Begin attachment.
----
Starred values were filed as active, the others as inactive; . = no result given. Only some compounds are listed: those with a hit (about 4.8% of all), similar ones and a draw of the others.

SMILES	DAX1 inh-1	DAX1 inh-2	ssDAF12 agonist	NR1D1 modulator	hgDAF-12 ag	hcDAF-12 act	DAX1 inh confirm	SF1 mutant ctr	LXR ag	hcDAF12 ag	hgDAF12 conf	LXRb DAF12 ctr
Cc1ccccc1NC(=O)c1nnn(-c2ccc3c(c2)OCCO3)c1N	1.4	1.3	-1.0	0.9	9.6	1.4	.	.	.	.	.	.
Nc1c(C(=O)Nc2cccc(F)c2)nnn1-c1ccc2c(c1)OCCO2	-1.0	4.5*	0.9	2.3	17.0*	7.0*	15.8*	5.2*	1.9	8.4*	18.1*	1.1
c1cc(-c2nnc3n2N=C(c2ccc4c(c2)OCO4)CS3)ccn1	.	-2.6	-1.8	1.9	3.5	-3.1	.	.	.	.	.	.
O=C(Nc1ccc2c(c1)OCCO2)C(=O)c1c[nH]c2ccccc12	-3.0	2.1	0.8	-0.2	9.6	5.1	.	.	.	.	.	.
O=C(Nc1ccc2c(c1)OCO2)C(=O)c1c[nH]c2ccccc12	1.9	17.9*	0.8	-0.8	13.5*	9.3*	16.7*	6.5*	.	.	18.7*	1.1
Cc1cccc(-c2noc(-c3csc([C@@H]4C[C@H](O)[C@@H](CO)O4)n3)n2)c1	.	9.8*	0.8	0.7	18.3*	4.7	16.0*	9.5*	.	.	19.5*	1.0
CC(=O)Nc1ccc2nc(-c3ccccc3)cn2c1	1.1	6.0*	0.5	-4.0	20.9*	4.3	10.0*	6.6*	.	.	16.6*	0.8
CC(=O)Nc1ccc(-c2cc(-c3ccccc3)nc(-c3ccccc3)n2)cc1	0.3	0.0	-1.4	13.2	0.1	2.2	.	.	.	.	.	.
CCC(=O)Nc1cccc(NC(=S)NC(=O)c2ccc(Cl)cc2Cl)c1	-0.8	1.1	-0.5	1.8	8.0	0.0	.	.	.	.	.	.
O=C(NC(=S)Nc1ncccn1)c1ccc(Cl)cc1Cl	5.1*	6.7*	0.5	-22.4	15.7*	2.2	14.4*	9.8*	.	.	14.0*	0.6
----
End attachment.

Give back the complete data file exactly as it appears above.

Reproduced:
Starred values were filed as active, the others as inactive; . = no result given. Only some compounds are listed: those with a hit (about 4.8% of all), similar ones and a draw of the others.

SMILES	DAX1 inh-1	DAX1 inh-2	ssDAF12 agonist	NR1D1 modulator	hgDAF-12 ag	hcDAF-12 act	DAX1 inh confirm	SF1 mutant ctr	LXR ag	hcDAF12 ag	hgDAF12 conf	LXRb DAF12 ctr
Cc1ccccc1NC(=O)c1nnn(-c2ccc3c(c2)OCCO3)c1N	1.4	1.3	-1.0	0.9	9.6	1.4	.	.	.	.	.	.
Nc1c(C(=O)Nc2cccc(F)c2)nnn1-c1ccc2c(c1)OCCO2	-1.0	4.5*	0.9	2.3	17.0*	7.0*	15.8*	5.2*	1.9	8.4*	18.1*	1.1
c1cc(-c2nnc3n2N=C(c2ccc4c(c2)OCO4)CS3)ccn1	.	-2.6	-1.8	1.9	3.5	-3.1	.	.	.	.	.	.
O=C(Nc1ccc2c(c1)OCCO2)C(=O)c1c[nH]c2ccccc12	-3.0	2.1	0.8	-0.2	9.6	5.1	.	.	.	.	.	.
O=C(Nc1ccc2c(c1)OCO2)C(=O)c1c[nH]c2ccccc12	1.9	17.9*	0.8	-0.8	13.5*	9.3*	16.7*	6.5*	.	.	18.7*	1.1
Cc1cccc(-c2noc(-c3csc([C@@H]4C[C@H](O)[C@@H](CO)O4)n3)n2)c1	.	9.8*	0.8	0.7	18.3*	4.7	16.0*	9.5*	.	.	19.5*	1.0
CC(=O)Nc1ccc2nc(-c3ccccc3)cn2c1	1.1	6.0*	0.5	-4.0	20.9*	4.3	10.0*	6.6*	.	.	16.6*	0.8
CC(=O)Nc1ccc(-c2cc(-c3ccccc3)nc(-c3ccccc3)n2)cc1	0.3	0.0	-1.4	13.2	0.1	2.2	.	.	.	.	.	.
CCC(=O)Nc1cccc(NC(=S)NC(=O)c2ccc(Cl)cc2Cl)c1	-0.8	1.1	-0.5	1.8	8.0	0.0	.	.	.	.	.	.
O=C(NC(=S)Nc1ncccn1)c1ccc(Cl)cc1Cl	5.1*	6.7*	0.5	-22.4	15.7*	2.2	14.4*	9.8*	.	.	14.0*	0.6